Liberal Democrats “had the gall,” Gingrich said, to try to attach a provision that would give $20 billion to “a left-wing organization” called ACORN (the Association of Community Organizations Right Now), in a power play that was just breathtaking.”
In the end, “two scandals that will come out of this” said Gingrich, “are political donations, and power on Capitol Hill, such as Chris Dodd being the largest recipient [of monies] from Fannie Mae and Freddie Mac.”
“It was ironic to watch Sen. Dodd, who was the largest recipient of Fannie Mae and Freddie Mac money, and who himself had received favorable mortgage treatment on his homes, act as a key negotiator,” Gingrich said. “It made it (discussions) more difficult.”
The former speaker said that he would have “reluctantly and angrily” voted for the bill himself, explaining that Sen. John McCain (R-Ariz.) had empowered House Republicans, led by Rep. John Boehner (R-Ohio) to “substantially improve the bill.”
Gingrich said that the vast improvements made on the bill by House Republicans were a “huge step in the right direction.”
He was also clear to emphasize that the bill’s defeat was a product of bipartisan rejection, citing the 95 Democrats who also voted against the bill along with the majority of House Republicans.
Gingrich was critical of House Speaker Nancy Pelosi (D-Calif.), who had blamed House Republicans for stopping the bill.
“Nancy Pelosi is the speaker of the House.” Gingrich said. “There’s a majority of Democrats in the House. It seems to me that if the Speaker of the House cannot pass the bill, it’s a little bit clever to decide that it’s the Republicans’ fault when she cannot pass a bill in the House for which she is speaking. I think, in that sense, her speech was sadly inappropriate, very partisan, and deeply embittered a number of people.”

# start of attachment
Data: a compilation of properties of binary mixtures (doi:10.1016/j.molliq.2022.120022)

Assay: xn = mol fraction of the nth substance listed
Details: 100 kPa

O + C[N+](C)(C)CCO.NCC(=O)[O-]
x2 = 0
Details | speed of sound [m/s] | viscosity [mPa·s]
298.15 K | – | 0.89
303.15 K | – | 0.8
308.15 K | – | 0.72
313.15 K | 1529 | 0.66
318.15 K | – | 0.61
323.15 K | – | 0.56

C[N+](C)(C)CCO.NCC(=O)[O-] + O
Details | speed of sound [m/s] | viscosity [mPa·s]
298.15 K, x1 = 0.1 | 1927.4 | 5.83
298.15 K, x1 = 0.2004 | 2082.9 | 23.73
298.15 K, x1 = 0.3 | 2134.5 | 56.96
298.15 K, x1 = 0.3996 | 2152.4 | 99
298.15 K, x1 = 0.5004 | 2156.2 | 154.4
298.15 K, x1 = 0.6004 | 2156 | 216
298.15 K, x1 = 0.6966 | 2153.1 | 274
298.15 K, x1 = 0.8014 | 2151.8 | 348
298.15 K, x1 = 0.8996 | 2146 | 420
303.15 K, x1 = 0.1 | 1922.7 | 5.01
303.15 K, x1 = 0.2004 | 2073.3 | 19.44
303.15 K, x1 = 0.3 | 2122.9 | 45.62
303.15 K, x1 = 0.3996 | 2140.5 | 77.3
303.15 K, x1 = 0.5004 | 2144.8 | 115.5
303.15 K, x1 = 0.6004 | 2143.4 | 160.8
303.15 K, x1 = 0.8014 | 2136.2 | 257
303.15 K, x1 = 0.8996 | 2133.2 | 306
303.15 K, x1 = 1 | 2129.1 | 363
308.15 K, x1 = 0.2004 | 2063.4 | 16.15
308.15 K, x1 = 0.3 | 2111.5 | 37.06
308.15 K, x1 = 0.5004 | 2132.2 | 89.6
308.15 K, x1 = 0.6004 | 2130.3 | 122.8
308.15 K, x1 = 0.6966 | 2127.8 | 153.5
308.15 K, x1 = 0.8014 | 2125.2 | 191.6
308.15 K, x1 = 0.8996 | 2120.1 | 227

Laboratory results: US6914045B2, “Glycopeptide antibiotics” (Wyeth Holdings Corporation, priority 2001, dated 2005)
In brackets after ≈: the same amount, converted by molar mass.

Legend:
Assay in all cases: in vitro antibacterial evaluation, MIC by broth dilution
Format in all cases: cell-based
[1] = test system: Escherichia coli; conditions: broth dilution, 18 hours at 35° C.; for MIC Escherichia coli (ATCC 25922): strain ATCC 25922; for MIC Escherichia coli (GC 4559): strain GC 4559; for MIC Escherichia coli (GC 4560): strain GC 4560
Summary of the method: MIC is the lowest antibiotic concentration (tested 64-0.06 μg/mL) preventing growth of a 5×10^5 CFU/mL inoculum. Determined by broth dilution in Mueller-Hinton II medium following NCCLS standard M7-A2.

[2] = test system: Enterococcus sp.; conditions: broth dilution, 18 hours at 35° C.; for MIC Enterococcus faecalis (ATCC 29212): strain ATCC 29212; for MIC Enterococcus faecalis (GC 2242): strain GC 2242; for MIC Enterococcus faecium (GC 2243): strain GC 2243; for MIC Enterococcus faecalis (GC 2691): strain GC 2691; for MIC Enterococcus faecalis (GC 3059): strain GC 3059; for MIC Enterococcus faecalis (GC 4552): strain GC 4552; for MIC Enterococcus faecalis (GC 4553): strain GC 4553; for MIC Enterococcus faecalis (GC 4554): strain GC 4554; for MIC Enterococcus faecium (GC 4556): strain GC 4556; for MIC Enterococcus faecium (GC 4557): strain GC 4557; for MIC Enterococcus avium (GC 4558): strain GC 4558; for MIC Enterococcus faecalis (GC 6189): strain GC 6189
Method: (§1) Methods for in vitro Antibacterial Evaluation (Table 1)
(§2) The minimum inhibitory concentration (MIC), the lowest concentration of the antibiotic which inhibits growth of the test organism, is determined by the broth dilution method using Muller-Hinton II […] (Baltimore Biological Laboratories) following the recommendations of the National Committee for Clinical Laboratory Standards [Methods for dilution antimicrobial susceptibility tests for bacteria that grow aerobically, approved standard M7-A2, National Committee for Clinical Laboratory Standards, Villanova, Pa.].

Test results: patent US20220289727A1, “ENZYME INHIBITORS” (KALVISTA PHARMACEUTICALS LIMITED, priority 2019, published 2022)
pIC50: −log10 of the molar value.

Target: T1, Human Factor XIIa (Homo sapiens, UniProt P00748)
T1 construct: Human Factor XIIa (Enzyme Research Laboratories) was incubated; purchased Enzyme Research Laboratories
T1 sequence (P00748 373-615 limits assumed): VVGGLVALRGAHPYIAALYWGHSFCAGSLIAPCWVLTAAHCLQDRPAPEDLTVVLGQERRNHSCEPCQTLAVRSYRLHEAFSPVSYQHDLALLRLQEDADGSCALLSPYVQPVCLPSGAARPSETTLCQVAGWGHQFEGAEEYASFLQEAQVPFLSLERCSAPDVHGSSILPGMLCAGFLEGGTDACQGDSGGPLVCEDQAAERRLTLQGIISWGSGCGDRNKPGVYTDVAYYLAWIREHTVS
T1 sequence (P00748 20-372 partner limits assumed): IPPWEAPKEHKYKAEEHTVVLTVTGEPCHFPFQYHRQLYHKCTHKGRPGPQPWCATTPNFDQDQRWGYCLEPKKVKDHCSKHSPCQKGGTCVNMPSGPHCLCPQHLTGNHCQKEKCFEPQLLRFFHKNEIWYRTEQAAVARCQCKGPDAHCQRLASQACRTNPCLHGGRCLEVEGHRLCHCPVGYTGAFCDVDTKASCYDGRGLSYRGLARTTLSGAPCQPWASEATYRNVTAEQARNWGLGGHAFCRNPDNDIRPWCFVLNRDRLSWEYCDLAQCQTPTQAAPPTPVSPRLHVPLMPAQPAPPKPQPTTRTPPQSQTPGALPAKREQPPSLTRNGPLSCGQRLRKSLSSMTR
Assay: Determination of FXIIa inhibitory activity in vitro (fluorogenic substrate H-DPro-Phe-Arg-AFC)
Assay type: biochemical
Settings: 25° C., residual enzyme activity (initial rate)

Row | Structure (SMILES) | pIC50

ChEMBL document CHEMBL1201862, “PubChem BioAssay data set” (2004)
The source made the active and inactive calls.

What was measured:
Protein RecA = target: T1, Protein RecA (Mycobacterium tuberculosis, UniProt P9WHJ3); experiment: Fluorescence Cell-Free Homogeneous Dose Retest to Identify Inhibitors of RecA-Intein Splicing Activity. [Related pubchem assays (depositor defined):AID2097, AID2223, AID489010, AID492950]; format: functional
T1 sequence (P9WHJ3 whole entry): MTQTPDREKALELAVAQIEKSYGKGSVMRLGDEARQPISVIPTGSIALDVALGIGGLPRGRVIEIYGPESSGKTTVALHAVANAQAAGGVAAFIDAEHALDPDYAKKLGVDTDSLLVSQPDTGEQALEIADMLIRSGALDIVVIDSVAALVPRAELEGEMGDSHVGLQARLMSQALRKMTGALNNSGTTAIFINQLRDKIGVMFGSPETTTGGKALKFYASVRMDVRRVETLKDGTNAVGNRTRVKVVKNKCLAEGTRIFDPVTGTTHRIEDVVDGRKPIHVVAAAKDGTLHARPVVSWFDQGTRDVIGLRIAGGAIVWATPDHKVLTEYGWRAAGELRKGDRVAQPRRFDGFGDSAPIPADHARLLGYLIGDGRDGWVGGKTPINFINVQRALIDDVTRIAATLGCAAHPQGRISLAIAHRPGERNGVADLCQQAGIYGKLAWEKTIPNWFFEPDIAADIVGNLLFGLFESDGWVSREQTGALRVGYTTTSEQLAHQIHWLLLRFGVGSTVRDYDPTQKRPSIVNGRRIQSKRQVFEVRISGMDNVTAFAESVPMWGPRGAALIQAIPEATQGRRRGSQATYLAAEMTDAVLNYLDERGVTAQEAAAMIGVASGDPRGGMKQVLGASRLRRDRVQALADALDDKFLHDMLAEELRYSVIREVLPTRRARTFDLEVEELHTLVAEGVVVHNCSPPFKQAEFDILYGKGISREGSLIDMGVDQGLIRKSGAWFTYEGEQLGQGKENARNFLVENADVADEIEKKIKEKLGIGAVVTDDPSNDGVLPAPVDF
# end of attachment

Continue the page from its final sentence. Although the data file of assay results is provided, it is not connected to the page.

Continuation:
Gingrich went on to explain that Pelosi’s speech was different from the original text she had drafted and, in her effort to appeal to the left wing of her party, announced before House Members that passing the bill would result in a, “victory for Barack Obama.”
When it comes to accountability for the current financial problem, Gingrich said it is “politically incorrect” to note that today’s financial problems started in the 1970s during the Carter administration, and were “celebrated” by the Clinton administration.
Those problems, he said, were compounded by liberal involvement with ACORN, “which the Democrats wanted to give $20 billion to (now) and who they did give ($500 million) a year to in a housing bill over the summer.”
“There has been a perennial pressure for over 20 years now to get every last American into a home even if they couldn’t afford it,” said Gingrich, adding that this is a strategy that leads to bankruptcy – for individuals and lending institutions.
Gingrich also criticized the lack of attention paid to what he calls “predatory politicians,” those who demanded Fannie Mae and Freddie Mac buy mortgages that were unsound and unable to be repaid. These were financially unsound decisions made to “make themselves [politicians] feel good,” said Gingrich.